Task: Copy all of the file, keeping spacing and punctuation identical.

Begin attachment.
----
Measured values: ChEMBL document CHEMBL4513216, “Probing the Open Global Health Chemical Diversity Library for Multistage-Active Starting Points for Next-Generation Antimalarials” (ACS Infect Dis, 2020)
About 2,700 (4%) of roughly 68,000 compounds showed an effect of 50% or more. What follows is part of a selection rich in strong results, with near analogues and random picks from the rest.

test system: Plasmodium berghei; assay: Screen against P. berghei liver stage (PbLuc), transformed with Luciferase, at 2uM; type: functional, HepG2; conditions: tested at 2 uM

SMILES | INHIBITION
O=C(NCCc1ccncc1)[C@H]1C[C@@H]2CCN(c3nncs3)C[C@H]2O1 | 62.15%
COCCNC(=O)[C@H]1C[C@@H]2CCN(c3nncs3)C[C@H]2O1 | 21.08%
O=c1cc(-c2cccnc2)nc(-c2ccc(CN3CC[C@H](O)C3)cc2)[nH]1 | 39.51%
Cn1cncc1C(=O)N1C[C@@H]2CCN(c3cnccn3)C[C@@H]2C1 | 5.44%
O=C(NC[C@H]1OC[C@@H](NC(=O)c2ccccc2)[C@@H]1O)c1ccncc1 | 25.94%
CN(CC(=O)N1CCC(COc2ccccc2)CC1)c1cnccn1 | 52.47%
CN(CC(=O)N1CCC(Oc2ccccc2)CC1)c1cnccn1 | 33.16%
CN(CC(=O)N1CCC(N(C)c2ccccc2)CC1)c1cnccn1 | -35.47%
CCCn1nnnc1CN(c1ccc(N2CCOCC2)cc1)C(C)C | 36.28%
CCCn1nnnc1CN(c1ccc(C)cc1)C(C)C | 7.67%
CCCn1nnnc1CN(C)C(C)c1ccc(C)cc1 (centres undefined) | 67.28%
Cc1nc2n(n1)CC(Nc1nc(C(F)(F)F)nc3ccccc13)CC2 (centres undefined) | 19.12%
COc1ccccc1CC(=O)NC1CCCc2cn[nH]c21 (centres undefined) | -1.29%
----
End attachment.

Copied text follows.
Measured values: ChEMBL document CHEMBL4513216, “Probing the Open Global Health Chemical Diversity Library for Multistage-Active Starting Points for Next-Generation Antimalarials” (ACS Infect Dis, 2020)
About 2,700 (4%) of roughly 68,000 compounds showed an effect of 50% or more. What follows is part of a selection rich in strong results, with near analogues and random picks from the rest.

test system: Plasmodium berghei; assay: Screen against P. berghei liver stage (PbLuc), transformed with Luciferase, at 2uM; type: functional, HepG2; conditions: tested at 2 uM

SMILES | INHIBITION
O=C(NCCc1ccncc1)[C@H]1C[C@@H]2CCN(c3nncs3)C[C@H]2O1 | 62.15%
COCCNC(=O)[C@H]1C[C@@H]2CCN(c3nncs3)C[C@H]2O1 | 21.08%
O=c1cc(-c2cccnc2)nc(-c2ccc(CN3CC[C@H](O)C3)cc2)[nH]1 | 39.51%
Cn1cncc1C(=O)N1C[C@@H]2CCN(c3cnccn3)C[C@@H]2C1 | 5.44%
O=C(NC[C@H]1OC[C@@H](NC(=O)c2ccccc2)[C@@H]1O)c1ccncc1 | 25.94%
CN(CC(=O)N1CCC(COc2ccccc2)CC1)c1cnccn1 | 52.47%
CN(CC(=O)N1CCC(Oc2ccccc2)CC1)c1cnccn1 | 33.16%
CN(CC(=O)N1CCC(N(C)c2ccccc2)CC1)c1cnccn1 | -35.47%
CCCn1nnnc1CN(c1ccc(N2CCOCC2)cc1)C(C)C | 36.28%
CCCn1nnnc1CN(c1ccc(C)cc1)C(C)C | 7.67%
CCCn1nnnc1CN(C)C(C)c1ccc(C)cc1 (centres undefined) | 67.28%
Cc1nc2n(n1)CC(Nc1nc(C(F)(F)F)nc3ccccc13)CC2 (centres undefined) | 19.12%
COc1ccccc1CC(=O)NC1CCCc2cn[nH]c21 (centres undefined) | -1.29%